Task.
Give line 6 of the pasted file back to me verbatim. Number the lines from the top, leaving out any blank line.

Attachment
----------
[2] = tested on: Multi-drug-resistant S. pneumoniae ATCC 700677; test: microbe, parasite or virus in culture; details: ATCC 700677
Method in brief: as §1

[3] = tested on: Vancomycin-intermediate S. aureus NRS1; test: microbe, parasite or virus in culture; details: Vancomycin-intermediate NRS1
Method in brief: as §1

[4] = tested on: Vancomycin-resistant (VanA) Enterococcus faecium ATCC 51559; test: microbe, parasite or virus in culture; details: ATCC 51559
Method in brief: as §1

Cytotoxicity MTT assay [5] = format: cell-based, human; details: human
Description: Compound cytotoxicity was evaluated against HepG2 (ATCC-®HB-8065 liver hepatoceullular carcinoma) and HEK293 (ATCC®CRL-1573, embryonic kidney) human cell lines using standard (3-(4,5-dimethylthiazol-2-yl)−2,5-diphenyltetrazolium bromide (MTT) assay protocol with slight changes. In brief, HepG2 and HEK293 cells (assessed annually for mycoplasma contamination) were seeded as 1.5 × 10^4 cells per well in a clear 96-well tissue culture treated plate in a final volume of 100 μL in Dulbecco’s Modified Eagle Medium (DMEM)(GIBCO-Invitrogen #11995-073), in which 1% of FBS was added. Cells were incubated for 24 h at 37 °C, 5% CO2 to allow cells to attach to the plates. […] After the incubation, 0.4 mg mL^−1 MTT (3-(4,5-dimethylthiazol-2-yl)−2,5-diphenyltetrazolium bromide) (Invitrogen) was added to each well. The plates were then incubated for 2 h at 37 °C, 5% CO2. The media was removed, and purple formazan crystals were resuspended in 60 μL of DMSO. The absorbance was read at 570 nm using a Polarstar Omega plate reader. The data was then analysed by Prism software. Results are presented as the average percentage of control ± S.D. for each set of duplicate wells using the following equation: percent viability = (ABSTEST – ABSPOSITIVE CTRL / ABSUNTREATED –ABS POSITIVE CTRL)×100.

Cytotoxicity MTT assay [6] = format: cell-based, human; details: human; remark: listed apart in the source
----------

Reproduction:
Method in brief: as §1